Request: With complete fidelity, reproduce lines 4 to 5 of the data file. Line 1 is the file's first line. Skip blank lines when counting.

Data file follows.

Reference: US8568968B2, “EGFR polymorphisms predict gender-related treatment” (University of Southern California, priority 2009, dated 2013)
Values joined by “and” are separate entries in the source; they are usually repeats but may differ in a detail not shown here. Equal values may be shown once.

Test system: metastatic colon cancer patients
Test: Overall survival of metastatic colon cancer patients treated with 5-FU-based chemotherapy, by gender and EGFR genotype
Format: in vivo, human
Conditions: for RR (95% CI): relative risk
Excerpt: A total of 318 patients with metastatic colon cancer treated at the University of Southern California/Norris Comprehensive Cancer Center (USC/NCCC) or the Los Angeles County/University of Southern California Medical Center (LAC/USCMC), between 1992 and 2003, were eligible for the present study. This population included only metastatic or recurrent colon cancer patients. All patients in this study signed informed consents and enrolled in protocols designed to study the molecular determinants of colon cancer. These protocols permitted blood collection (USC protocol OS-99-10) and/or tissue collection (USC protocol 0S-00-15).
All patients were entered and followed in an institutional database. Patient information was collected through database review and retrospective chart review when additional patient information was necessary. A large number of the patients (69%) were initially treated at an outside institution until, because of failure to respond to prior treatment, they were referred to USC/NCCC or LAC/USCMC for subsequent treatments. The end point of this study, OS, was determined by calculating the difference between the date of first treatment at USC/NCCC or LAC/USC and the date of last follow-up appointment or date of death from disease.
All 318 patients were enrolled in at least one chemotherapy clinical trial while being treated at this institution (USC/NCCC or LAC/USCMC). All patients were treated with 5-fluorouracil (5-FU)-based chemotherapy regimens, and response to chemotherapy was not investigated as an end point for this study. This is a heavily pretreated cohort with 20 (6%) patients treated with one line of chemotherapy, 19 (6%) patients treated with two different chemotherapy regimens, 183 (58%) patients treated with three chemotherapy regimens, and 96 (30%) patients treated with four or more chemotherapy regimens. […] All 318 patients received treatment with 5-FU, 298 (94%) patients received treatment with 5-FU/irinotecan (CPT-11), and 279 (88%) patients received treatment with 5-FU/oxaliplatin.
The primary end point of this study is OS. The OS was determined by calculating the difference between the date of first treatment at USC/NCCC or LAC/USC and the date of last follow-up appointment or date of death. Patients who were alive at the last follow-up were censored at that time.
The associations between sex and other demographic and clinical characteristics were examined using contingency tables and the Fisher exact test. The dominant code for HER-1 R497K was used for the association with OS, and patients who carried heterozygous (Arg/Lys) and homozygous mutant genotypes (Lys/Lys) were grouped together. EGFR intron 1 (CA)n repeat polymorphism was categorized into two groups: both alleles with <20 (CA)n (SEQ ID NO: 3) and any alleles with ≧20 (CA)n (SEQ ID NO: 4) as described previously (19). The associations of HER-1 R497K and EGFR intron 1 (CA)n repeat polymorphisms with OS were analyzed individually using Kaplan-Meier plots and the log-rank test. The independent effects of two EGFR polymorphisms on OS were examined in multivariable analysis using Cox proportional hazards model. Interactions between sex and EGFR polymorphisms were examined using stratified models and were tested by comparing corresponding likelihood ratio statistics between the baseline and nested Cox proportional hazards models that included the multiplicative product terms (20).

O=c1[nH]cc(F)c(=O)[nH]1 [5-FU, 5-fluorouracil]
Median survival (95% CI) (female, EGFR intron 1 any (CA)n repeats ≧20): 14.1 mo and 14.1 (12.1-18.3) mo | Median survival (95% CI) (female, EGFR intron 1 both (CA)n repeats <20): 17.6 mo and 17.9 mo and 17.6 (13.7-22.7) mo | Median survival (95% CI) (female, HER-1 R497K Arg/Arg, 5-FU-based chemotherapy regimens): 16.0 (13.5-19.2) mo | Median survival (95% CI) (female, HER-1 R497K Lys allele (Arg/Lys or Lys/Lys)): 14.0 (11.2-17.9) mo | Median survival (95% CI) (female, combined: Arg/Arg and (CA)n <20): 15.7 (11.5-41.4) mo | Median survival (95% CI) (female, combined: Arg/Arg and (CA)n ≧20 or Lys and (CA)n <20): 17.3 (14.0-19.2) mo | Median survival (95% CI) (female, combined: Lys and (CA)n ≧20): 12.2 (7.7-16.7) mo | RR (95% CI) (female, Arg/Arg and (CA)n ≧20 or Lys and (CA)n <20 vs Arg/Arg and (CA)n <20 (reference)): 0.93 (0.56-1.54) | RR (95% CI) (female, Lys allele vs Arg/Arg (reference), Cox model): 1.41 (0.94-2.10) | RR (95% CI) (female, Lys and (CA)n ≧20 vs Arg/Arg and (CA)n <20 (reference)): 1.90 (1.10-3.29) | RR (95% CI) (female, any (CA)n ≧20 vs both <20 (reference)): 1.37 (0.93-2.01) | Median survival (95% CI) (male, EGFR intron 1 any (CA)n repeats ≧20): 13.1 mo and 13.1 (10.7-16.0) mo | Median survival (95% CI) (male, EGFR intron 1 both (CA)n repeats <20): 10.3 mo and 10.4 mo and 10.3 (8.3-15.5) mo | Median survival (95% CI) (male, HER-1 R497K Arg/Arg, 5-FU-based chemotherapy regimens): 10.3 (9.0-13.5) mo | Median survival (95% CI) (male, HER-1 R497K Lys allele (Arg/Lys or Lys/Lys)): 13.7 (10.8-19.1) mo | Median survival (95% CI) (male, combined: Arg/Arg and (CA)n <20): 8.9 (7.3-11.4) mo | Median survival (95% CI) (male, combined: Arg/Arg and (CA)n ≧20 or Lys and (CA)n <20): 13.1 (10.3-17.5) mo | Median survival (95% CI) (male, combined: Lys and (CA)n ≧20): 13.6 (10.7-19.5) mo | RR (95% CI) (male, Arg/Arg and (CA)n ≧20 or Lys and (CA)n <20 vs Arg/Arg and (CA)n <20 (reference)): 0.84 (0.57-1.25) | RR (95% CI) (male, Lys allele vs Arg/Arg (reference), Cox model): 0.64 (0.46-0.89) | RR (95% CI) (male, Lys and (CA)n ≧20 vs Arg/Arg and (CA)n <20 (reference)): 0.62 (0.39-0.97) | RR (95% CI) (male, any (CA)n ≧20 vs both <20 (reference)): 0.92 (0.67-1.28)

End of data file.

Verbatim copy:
Test: Overall survival of metastatic colon cancer patients treated with 5-FU-based chemotherapy, by gender and EGFR genotype
Format: in vivo, human